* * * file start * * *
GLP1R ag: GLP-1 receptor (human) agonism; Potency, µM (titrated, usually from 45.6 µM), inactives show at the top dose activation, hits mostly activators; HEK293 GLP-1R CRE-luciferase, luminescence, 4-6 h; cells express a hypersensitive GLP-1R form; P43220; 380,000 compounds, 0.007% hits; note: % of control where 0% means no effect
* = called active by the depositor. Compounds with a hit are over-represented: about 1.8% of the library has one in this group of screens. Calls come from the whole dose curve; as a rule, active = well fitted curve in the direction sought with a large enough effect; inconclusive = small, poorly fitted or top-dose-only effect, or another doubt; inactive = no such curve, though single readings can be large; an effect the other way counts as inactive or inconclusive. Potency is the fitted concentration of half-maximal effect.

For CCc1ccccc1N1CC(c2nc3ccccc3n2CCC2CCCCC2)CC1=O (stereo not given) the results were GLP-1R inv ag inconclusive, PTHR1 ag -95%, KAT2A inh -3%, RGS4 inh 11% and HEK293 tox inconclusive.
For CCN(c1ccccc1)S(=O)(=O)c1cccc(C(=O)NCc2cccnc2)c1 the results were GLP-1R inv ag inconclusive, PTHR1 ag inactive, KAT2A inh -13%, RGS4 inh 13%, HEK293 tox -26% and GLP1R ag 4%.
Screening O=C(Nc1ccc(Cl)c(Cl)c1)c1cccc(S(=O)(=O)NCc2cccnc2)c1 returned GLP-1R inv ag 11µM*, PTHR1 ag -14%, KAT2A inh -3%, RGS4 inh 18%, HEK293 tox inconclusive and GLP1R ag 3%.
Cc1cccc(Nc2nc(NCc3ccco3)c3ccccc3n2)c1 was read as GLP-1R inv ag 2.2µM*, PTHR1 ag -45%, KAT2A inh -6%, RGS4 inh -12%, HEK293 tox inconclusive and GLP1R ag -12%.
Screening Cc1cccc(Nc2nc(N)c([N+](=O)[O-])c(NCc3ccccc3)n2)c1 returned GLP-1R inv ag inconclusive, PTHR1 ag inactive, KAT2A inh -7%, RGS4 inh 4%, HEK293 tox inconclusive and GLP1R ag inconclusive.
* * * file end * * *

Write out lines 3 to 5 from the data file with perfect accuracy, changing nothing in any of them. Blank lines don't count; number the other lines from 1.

For CCc1ccccc1N1CC(c2nc3ccccc3n2CCC2CCCCC2)CC1=O (stereo not given) the results were GLP-1R inv ag inconclusive, PTHR1 ag -95%, KAT2A inh -3%, RGS4 inh 11% and HEK293 tox inconclusive.
For CCN(c1ccccc1)S(=O)(=O)c1cccc(C(=O)NCc2cccnc2)c1 the results were GLP-1R inv ag inconclusive, PTHR1 ag inactive, KAT2A inh -13%, RGS4 inh 13%, HEK293 tox -26% and GLP1R ag 4%.
Screening O=C(Nc1ccc(Cl)c(Cl)c1)c1cccc(S(=O)(=O)NCc2cccnc2)c1 returned GLP-1R inv ag 11µM*, PTHR1 ag -14%, KAT2A inh -3%, RGS4 inh 18%, HEK293 tox inconclusive and GLP1R ag 3%.